Tackling the Doctrine of Anatta
That principle is the subject of this book: the feeling that we call “I” is an illusion. There is no discrete self or ego living like a Minotaur in the labyrinth of the brain. And the feeling that there is–the sense of being perched somewhere behind your eyes, looking out at a world that is separate from yourself–can be altered or entirely extinguished.
Harris clearly demonstrates that he has matured in his contemplative practice and gained important insights, and he also brings the perspective of a neuroscientist into his evaluation of the doctrine of anatta. This adds even more authority to the doctrine, as presented in the book. Based on his experiences as a meditator, Harris declares:
It’s possible to stand free of the juggernaut of self, if only for moments at a time.
Yet, Harris also exposes the vanity and emptiness of so-called “enlightenment” (nirvana), which is defined–in plain Buddhist terms–as the extinction of self and of desires. He even confesses that he has “never met an enlightened person”. Perhaps nirvana is an unnatural, impractical, pointless, or unattainable goal? Harris seems to insinuate that it is with his plain admission, after having spent years experimenting with contemplative practices under various gurus.
But cessation never arrived.
The insights that lead Buddhists to declare that there is no self, no soul within the body, deal with the experience of consciousness as a mindstream with no permanent physical fixture. When we try to find the self, we can not; ergo Harris says that there is no subject, only objects of our observation and attention, and calls this the “selfless nature of consciousness”.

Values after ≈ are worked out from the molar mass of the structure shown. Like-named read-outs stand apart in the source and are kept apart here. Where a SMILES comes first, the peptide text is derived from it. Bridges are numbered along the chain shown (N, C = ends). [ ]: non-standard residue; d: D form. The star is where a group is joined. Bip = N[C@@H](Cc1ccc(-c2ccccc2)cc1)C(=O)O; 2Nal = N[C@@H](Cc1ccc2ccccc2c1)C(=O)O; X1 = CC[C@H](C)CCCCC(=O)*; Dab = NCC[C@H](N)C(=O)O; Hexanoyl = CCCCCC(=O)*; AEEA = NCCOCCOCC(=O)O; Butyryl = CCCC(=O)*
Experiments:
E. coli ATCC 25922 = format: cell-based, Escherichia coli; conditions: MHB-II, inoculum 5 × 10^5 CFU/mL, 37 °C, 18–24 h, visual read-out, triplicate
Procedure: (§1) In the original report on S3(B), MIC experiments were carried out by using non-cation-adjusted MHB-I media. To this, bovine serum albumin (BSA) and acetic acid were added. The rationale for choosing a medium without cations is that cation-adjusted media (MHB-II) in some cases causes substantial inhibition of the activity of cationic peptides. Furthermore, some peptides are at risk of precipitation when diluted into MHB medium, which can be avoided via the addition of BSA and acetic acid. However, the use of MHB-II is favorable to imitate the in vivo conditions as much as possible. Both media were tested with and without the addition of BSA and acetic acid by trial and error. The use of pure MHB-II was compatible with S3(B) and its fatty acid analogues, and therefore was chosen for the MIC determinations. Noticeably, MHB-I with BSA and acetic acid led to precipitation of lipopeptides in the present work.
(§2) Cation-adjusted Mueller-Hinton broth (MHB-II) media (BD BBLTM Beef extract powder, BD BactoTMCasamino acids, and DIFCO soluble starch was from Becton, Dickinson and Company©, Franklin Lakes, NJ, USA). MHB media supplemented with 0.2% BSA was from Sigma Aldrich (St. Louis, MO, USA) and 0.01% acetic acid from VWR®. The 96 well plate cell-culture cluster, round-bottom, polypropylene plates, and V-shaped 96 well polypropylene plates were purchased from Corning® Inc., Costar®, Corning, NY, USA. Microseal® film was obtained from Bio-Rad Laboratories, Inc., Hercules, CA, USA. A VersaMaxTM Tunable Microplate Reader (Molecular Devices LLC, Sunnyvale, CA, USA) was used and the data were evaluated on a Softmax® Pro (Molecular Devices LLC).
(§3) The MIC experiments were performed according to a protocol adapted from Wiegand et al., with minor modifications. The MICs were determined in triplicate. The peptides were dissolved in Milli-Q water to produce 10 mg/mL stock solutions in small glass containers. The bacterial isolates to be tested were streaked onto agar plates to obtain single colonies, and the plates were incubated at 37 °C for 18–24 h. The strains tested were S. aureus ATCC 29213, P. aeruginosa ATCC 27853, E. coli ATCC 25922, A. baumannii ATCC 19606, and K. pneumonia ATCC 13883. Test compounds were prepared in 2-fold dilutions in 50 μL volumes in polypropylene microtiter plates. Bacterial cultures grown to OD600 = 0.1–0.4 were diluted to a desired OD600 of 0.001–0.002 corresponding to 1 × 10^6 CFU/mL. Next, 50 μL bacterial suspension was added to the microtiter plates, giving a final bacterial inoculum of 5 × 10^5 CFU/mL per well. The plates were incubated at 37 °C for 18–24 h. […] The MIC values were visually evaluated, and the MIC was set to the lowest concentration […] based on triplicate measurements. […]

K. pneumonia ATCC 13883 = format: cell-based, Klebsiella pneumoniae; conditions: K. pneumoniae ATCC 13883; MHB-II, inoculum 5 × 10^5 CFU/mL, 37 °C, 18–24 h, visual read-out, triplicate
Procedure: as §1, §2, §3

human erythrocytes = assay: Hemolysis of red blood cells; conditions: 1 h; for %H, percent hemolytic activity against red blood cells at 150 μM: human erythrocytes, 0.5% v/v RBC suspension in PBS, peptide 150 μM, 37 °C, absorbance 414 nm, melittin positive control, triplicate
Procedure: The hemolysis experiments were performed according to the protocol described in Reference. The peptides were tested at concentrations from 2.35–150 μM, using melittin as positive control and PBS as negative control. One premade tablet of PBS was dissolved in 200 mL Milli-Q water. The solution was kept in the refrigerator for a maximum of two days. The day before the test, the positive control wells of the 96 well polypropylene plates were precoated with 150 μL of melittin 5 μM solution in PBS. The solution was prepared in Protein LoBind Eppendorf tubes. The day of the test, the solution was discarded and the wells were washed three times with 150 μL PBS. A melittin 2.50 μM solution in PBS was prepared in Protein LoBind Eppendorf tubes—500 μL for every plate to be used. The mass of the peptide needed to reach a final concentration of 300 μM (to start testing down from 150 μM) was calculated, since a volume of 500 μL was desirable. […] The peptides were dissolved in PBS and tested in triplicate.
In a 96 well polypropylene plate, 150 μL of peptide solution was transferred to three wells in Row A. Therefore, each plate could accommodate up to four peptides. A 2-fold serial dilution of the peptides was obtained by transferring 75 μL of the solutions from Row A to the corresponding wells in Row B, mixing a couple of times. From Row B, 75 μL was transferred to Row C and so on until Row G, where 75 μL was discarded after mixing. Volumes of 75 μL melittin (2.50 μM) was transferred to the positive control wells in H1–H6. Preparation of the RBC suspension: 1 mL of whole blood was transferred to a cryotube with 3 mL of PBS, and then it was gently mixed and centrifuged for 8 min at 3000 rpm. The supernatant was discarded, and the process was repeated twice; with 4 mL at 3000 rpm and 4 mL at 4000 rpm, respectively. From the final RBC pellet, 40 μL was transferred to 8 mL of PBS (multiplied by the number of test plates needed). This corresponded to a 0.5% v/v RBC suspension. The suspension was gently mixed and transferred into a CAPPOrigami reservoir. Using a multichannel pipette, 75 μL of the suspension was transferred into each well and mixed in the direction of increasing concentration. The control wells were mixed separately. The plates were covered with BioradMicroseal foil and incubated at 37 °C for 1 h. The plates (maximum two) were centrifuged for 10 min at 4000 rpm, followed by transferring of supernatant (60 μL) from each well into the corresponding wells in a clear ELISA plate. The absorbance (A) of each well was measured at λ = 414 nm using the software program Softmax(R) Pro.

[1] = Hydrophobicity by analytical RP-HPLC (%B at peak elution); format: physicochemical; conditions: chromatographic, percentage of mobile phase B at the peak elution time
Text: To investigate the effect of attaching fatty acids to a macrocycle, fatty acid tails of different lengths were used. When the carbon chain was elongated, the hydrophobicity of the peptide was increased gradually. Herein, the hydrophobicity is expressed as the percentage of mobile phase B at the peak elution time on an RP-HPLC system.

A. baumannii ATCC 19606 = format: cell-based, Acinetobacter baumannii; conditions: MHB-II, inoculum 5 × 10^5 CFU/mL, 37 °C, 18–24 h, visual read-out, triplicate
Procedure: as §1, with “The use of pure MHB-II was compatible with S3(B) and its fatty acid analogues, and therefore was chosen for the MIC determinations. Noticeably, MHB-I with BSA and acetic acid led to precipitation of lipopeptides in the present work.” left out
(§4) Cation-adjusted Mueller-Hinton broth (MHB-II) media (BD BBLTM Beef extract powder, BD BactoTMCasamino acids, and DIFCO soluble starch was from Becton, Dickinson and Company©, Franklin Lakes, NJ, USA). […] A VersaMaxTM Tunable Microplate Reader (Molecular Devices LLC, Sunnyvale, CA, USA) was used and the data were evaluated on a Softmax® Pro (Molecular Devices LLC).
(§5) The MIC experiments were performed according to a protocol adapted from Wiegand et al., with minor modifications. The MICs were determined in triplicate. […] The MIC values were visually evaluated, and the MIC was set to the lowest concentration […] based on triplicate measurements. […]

This is why many lamas and gurus throughout the ages have asked “Where is the self?”, and invited their disciples to point the self to them.
Harris makes it his project to root the doctrine of anatta in neuroscience. He carries out thought experiments with little empirical backing. Much of what he argues rests on the theory that consciousness can be divided and produce two separates mindstreams, two separate conscious “selves”, or halves of brain. He argues this as a neuroscientist, and cites the surgery known as callostomy, where a certain portion of the brain is removed which keeps the two halves of the brain from communicating with each other. He produces no concrete experiment to test his theory. Would it be ethical to produce a schizophrenic patient whose brain lobes can’t connect, just to test this theory? If not, his theory is not provable.
The same happens with his teleportation thought experiment, which is wild speculation and an impractical hypothesis. Here, he asks the question of whether the self remains, if all the atoms in our bodies are teleported to Mars–in essence, destroyed and rebuilt–and retain memory of our past. Harris concludes:
I agree with most of what Parfit has to say about personal identity (that “there is no stable self that is carried along from one moment to the next”). However, because his view is purely the product of logical argument, it can seem uncannily detached from the reality of our lives.
In the end, other than thought experiments, there is no convincing and tangible proof that a natural philosopher can really evaluate for the theory of no-self, and it appears to be not empirical.
Also, a very strong case can be made in ethics for respecting the ego’s needs. There are many practical reasons why a sense of self is needed by natural beings. The ego is far more than merely a source of suffering and confusion, as the ascetics assert.